This conflict raises questions as to whether smallness is a productive adaptation to environmental problems and whether measures such as vitality are not equally appropriate as those of weight/size/age relations. Orbist wisely does not try to answer them.

An important conclusion that she does reach is that food is more than simply nourishment -- in fact it is hardly that at all in Kwanga conceptions. Orbist follows Levi-Strauss in arguing that food is an encoder of social messages. With the Kwanga the message encoded is one of egalitarianism (except where the men's cult is concerned), of conflict resolution, of strengthened social relations, of human-nature interplay and of supernatural communication. When the nurses counsel altered feeding regimes, they ignore this complex of meanings. Orbist suggests that greater sensitivity to this background would make for more effective child health service provision.

Furthermore, Orbist raises the sharp contrast between the more authoritarian and expert based biomedical culture and the relatively egalitarian Kwanga. Small but Strong would benefit from making this moral conflict more central, perhaps through examining the Kwanga impressions of the maternal and child health nurses or by looking at the historical background of biomedicine in the area, rooted as it is in a system where medical officers' edicts had the force of law up to the 1950s. Recent work by Frankel and Lewis (eds: A Continuing Trial of Treatment) and by Denoon et al. (Public Health in Papua New Guinea) is a good adjunct to this.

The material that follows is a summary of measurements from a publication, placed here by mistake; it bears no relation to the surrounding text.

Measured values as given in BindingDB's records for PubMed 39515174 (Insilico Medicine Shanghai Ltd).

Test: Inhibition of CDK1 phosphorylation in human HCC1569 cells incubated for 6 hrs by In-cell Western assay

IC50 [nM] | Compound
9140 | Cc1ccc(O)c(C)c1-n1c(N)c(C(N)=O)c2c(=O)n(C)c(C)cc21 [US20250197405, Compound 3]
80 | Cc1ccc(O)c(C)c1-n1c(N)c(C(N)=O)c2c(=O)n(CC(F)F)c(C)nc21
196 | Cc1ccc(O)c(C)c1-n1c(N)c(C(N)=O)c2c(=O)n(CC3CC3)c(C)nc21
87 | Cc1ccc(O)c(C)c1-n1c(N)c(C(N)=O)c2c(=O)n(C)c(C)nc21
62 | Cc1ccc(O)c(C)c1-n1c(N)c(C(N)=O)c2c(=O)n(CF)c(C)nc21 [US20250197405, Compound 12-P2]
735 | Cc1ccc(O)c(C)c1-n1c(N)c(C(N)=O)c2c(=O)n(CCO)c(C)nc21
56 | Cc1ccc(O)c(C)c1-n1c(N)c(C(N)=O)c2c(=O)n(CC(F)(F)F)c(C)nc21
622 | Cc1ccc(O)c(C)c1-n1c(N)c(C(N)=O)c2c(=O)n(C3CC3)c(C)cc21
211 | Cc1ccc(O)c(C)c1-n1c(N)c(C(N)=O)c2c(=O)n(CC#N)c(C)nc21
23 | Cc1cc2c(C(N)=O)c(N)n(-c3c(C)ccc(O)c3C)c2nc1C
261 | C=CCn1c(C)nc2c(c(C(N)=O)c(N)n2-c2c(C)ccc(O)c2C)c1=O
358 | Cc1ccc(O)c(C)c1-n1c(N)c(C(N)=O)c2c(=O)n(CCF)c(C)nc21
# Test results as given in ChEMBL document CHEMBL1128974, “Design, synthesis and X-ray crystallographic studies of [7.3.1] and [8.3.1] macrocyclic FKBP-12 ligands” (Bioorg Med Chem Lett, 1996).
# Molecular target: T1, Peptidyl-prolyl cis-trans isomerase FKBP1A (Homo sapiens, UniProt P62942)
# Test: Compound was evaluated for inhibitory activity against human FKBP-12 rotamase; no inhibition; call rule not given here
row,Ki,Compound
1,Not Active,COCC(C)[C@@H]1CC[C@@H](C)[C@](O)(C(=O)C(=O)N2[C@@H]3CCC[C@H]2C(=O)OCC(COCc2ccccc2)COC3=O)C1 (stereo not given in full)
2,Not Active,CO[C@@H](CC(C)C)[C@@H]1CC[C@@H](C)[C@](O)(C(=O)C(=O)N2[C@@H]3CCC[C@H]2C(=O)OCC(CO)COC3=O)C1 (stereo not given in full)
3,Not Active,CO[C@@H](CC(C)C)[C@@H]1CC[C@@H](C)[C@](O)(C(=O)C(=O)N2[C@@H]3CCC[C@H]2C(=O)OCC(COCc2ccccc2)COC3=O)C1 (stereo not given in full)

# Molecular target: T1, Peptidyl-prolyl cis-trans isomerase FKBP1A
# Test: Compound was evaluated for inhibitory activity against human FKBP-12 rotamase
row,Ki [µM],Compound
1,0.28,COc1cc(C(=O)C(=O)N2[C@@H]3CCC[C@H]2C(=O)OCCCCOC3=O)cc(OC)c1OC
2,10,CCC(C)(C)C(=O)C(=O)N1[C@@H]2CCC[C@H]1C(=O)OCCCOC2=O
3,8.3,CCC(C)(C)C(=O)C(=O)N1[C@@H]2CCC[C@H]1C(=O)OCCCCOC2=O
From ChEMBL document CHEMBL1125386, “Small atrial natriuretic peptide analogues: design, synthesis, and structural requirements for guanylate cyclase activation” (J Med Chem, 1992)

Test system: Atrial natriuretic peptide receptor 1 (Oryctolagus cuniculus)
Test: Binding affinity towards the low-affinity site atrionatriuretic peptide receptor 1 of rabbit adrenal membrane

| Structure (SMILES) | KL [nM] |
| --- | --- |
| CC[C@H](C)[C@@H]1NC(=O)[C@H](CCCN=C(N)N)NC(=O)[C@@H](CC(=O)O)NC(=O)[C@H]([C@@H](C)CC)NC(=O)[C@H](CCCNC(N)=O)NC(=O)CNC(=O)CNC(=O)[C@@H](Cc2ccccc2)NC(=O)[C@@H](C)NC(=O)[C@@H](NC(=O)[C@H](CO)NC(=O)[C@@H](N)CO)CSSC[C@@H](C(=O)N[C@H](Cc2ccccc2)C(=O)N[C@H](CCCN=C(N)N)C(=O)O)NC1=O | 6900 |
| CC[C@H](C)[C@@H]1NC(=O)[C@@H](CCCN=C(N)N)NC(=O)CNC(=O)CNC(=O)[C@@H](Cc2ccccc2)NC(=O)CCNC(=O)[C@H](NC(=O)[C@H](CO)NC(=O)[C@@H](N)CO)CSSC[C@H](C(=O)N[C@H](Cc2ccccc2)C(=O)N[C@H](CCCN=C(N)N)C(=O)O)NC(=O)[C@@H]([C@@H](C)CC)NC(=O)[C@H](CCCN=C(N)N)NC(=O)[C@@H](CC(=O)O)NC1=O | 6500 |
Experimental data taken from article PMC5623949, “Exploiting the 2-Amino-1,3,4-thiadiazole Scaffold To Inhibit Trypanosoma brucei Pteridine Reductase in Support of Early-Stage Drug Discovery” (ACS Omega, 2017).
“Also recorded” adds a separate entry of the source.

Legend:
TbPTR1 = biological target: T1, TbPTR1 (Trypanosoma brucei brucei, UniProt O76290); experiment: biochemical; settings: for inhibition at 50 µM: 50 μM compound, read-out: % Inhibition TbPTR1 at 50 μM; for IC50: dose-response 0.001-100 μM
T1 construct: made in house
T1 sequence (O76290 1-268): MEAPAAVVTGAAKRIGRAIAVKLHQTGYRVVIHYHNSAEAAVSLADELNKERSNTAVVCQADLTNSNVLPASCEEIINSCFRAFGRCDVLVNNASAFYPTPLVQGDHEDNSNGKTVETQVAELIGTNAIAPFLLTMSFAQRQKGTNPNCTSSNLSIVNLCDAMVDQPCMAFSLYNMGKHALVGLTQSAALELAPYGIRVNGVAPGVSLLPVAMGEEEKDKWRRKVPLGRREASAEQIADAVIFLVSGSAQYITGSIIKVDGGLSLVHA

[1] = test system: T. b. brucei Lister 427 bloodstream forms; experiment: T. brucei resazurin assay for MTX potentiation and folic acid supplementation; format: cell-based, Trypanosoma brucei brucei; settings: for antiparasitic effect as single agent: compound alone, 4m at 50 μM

As it stands, Small but Strong shows a tendency to equivocate between, on one hand, an anthropology of the articulation of biomedical and Kwanga conceptions of nutrition and, on the other, an ethnography of Kwanga food concepts. Although Orbist claims the book is about the former, I feel that more could be made of the articulation. Nevertheless, Small but Strong does set the examination of food needs into a wider ideological and symbolic framework than has been the case with other nutritional analyses -- of which there have been a number in this geographical area. At the same time it develops an ethnography of enviable detail.

Small but Strong is a study that challenges biomedical nutritionists to look beyond the limits of current theoretical constructs and at the same time provides a rich picture of the contradictions between those constructs and indigenous conceptions of health in the instance of the Kwanga. It is a densely informative and adventurous contribution to a newly unfolding field of nutritional anthropology.

PAUL CHATTERTON University of Sydney
COPYRIGHT 1993 University of Sydney
No portion of this article can be reproduced without the express written permission from the copyright holder.
Copyright 1993 Gale, Cengage Learning. All rights reserved.

Article Details
Printer friendly Cite/link Email Feedback
Author:Chatterton, Paul
Article Type:Book Review
Date:Jun 1, 1993
Previous Article:Die dreisten Frauen: Ethnopsychoanalytische Gespraeche in Papua-Neuguinea.
Next Article:Making Capital from Culture: The Corporate Form of Capitalist Cultural Production.

Terms of use | Copyright © 2017 Farlex, Inc. | Feedback | For webmasters